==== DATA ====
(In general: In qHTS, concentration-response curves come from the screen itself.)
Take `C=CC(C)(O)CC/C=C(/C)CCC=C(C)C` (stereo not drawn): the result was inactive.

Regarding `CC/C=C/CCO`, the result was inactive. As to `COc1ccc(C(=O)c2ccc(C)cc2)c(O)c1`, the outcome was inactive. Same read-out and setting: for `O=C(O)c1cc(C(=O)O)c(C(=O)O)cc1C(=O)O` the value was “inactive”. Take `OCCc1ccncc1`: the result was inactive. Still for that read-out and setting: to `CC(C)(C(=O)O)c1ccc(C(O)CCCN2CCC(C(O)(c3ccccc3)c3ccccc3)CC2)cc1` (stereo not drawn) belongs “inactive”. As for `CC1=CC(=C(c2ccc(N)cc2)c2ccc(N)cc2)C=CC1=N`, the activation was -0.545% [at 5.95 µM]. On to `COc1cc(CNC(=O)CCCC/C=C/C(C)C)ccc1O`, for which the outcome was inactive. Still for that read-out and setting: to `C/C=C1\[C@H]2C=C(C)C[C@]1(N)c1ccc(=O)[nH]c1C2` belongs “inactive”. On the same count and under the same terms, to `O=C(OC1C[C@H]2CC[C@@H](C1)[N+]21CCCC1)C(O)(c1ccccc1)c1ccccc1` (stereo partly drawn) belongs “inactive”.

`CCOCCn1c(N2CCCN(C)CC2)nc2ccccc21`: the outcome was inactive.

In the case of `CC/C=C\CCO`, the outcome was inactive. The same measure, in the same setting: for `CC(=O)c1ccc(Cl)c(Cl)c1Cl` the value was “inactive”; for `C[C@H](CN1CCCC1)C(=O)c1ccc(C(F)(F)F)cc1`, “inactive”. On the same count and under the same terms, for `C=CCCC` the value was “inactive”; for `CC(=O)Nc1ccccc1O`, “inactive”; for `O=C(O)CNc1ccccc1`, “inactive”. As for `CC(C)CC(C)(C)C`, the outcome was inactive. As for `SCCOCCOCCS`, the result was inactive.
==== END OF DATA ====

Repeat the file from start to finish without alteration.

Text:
(In general: In qHTS, concentration-response curves come from the screen itself.)
Take `C=CC(C)(O)CC/C=C(/C)CCC=C(C)C` (stereo not drawn): the result was inactive.

Regarding `CC/C=C/CCO`, the result was inactive. As to `COc1ccc(C(=O)c2ccc(C)cc2)c(O)c1`, the outcome was inactive. Same read-out and setting: for `O=C(O)c1cc(C(=O)O)c(C(=O)O)cc1C(=O)O` the value was “inactive”. Take `OCCc1ccncc1`: the result was inactive. Still for that read-out and setting: to `CC(C)(C(=O)O)c1ccc(C(O)CCCN2CCC(C(O)(c3ccccc3)c3ccccc3)CC2)cc1` (stereo not drawn) belongs “inactive”. As for `CC1=CC(=C(c2ccc(N)cc2)c2ccc(N)cc2)C=CC1=N`, the activation was -0.545% [at 5.95 µM]. On to `COc1cc(CNC(=O)CCCC/C=C/C(C)C)ccc1O`, for which the outcome was inactive. Still for that read-out and setting: to `C/C=C1\[C@H]2C=C(C)C[C@]1(N)c1ccc(=O)[nH]c1C2` belongs “inactive”. On the same count and under the same terms, to `O=C(OC1C[C@H]2CC[C@@H](C1)[N+]21CCCC1)C(O)(c1ccccc1)c1ccccc1` (stereo partly drawn) belongs “inactive”.

`CCOCCn1c(N2CCCN(C)CC2)nc2ccccc21`: the outcome was inactive.

In the case of `CC/C=C\CCO`, the outcome was inactive. The same measure, in the same setting: for `CC(=O)c1ccc(Cl)c(Cl)c1Cl` the value was “inactive”; for `C[C@H](CN1CCCC1)C(=O)c1ccc(C(F)(F)F)cc1`, “inactive”. On the same count and under the same terms, for `C=CCCC` the value was “inactive”; for `CC(=O)Nc1ccccc1O`, “inactive”; for `O=C(O)CNc1ccccc1`, “inactive”. As for `CC(C)CC(C)(C)C`, the outcome was inactive. As for `SCCOCCOCCS`, the result was inactive.